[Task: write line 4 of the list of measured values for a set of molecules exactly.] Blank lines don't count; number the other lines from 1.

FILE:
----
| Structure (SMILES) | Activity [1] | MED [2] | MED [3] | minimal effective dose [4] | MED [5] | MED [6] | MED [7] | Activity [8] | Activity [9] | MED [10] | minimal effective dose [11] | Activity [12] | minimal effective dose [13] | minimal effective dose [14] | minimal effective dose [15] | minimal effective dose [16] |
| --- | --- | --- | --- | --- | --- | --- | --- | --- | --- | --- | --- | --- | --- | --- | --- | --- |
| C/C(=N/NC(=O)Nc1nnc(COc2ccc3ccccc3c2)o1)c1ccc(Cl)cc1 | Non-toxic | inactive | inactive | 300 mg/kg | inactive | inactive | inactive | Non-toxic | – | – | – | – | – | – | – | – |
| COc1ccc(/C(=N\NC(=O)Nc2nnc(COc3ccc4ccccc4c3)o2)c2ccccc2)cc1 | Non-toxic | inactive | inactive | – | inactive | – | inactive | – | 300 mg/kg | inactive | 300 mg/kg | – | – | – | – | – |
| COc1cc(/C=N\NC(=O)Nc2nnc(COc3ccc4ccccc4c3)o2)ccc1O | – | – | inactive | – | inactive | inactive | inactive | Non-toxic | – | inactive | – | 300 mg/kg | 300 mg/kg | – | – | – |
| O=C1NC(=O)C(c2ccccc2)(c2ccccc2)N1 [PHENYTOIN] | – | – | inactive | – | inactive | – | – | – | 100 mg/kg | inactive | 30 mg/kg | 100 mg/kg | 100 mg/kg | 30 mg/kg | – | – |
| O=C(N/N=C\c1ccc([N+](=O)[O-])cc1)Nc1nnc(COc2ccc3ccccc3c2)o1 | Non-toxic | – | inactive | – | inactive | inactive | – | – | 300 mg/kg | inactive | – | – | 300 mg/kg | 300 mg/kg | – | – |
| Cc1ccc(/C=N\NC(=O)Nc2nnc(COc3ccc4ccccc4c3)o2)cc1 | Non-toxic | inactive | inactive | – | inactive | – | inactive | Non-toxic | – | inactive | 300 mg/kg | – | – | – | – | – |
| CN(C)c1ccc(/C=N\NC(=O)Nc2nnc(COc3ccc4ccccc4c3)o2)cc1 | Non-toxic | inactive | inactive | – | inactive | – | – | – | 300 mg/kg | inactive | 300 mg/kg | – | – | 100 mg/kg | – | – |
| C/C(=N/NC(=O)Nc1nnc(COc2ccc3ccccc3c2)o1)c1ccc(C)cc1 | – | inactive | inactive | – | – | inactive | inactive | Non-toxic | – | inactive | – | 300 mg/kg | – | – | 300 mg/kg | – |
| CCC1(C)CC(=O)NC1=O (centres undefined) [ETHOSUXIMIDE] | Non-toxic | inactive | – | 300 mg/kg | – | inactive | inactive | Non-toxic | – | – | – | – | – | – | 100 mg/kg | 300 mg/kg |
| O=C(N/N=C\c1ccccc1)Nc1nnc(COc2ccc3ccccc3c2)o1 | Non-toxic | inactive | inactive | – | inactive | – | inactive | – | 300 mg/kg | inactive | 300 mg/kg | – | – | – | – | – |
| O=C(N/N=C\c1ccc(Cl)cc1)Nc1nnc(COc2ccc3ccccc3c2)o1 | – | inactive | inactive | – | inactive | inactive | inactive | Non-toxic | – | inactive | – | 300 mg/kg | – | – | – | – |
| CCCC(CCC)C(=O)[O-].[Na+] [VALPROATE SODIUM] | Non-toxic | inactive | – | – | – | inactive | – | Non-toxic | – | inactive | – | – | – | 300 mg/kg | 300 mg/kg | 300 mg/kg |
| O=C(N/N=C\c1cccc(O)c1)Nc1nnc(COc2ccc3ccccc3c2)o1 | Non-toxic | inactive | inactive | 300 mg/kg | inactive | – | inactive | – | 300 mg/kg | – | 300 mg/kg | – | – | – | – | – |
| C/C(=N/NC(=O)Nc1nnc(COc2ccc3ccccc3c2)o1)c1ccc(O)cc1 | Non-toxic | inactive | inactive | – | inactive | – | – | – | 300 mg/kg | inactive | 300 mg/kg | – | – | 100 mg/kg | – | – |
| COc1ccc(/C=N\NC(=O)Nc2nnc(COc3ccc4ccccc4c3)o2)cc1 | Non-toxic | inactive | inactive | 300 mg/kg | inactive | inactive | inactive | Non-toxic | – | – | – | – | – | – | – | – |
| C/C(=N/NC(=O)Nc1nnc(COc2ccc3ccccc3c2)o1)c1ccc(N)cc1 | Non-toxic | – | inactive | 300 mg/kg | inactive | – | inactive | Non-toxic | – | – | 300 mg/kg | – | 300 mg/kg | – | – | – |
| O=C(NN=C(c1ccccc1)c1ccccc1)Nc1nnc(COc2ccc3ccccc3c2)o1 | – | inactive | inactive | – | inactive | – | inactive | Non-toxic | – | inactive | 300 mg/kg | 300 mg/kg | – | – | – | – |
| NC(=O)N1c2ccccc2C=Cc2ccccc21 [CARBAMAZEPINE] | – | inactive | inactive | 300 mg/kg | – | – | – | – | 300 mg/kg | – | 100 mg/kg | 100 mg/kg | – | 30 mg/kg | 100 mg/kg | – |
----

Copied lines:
| COc1ccc(/C(=N\NC(=O)Nc2nnc(COc3ccc4ccccc4c3)o2)c2ccccc2)cc1 | Non-toxic | inactive | inactive | – | inactive | – | inactive | – | 300 mg/kg | inactive | 300 mg/kg | – | – | – | – | – |